genuine land reform and nationalist industrialization," Utleg said. He 
called on legislators to pass a law outlawing Bt-corn field trials.


                                  PART II
-------------------------------- GENET-news --------------------------------

TITLE:  Greenpeace to label GMO products
SOURCE: Philippine Daily Inquirer, Delfin Mallari Jr.
       http://www.inq7.net/reg/2001/nov/19/reg_8-1.htm
DATE:   November 19, 2001

------------------ archive: http://www.gene.ch/genet.html ------------------


Greenpeace to label GMO products

LUCENA CITY -- For the public to celebrate the Christmas season free of 
food products contaminated with "genetically modified organisms," 
Greenpeace activists said they would conduct "GMO labeling patrols" in 
major supermarkets nationwide. "Greenpeace labeling patrols" will saturate 
major supermarkets in major urban centers to "discreetly" slap labels on 
food products that contain genetically modified organisms or GMOs.

Von Hernandez, campaign manager for Greenpeace Southeast Asia told the 
INQUIRER that they would conduct the information mobilization in the 
absence of a government mandatory labeling policy for genetically altered 
food products in the country. "Most Filipino households, no matter how 
poor, would indulge on foods for their traditional celebration of 
Christmas. At least we would be able to help them distinguish which food 
products from the grocery shelves are safe to eat," Hernandez said in a 
phone interview. Aside from their "labeling mission," Hernandez said, 
Greenpeace activists will also conduct public information campaigns through 
different forums in the province. "We will make our appeal through local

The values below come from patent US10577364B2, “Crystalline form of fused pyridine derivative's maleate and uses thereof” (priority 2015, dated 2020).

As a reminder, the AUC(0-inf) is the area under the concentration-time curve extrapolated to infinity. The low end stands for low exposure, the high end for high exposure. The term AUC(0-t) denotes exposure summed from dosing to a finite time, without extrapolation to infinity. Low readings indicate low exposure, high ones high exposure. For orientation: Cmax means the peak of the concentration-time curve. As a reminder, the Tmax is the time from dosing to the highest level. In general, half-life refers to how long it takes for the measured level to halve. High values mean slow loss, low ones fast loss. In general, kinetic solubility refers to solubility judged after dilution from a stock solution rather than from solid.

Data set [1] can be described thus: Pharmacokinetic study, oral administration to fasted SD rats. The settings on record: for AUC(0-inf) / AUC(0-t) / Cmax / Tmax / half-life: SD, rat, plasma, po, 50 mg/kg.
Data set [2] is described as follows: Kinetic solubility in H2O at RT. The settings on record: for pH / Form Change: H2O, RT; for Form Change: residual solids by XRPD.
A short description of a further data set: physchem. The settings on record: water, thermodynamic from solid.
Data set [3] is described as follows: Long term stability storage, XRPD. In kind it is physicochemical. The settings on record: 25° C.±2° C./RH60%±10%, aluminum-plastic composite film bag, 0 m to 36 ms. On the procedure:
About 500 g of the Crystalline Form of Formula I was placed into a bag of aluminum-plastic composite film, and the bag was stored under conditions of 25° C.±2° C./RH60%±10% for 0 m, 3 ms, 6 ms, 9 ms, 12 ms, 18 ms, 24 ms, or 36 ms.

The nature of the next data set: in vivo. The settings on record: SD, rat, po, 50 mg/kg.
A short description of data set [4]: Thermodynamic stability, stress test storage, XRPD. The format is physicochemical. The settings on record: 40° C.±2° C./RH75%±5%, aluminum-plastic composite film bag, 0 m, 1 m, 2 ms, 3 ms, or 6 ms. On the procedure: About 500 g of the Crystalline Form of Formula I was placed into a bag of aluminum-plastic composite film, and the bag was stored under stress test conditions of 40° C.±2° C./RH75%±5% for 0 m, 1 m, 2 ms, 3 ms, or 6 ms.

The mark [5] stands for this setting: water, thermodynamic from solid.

radio, television and provincial community papers to deliver our message 
across in time for the holiday celebration," he added.

Last week, Greenpeace activists demonstrated inside a popular supermarket 
chain outlet in Metro Manila and attached stickers marked "GMO 
contaminated" on popular food products, particularly on several brands of 
baby food, infant formula, hotdog and other snack items they earlier 
confirmed to contain GMOs in laboratory tests. Beau Baconguis, genetic 
engineering campaigner for Greenpeace Southeast Asia, said in a statement, 
that they were taking action, "because we believe that Filipino consumers 
have a right to choose, whether they want to eat genetically modified food 
or not."

Baconguis has blamed the government's failure to establish an effective 
labeling system for genetically altered food products. "Unfortunately, 
government neglect is robbing consumers of their right to know what they 
are eating and prevents them from exercising their option to reject food 
items contaminated with GMOs," she pointed out.

"Given the lethargic and seemingly apathetic response of the government on 
this issue, we are also challenging retailers and food producers to decide 
whether they want to cheat consumers by hiding behind the inadequacies of 
the present system or respect their rights by providing truthful and 
reliable information on all of their products," she added.

Hernandez also stressed that at the very least, "people must have the right 
to know which food products are genetically manipulated, especi ally given 
the unknown impacts of this experiment with our food on human health and 
the environment."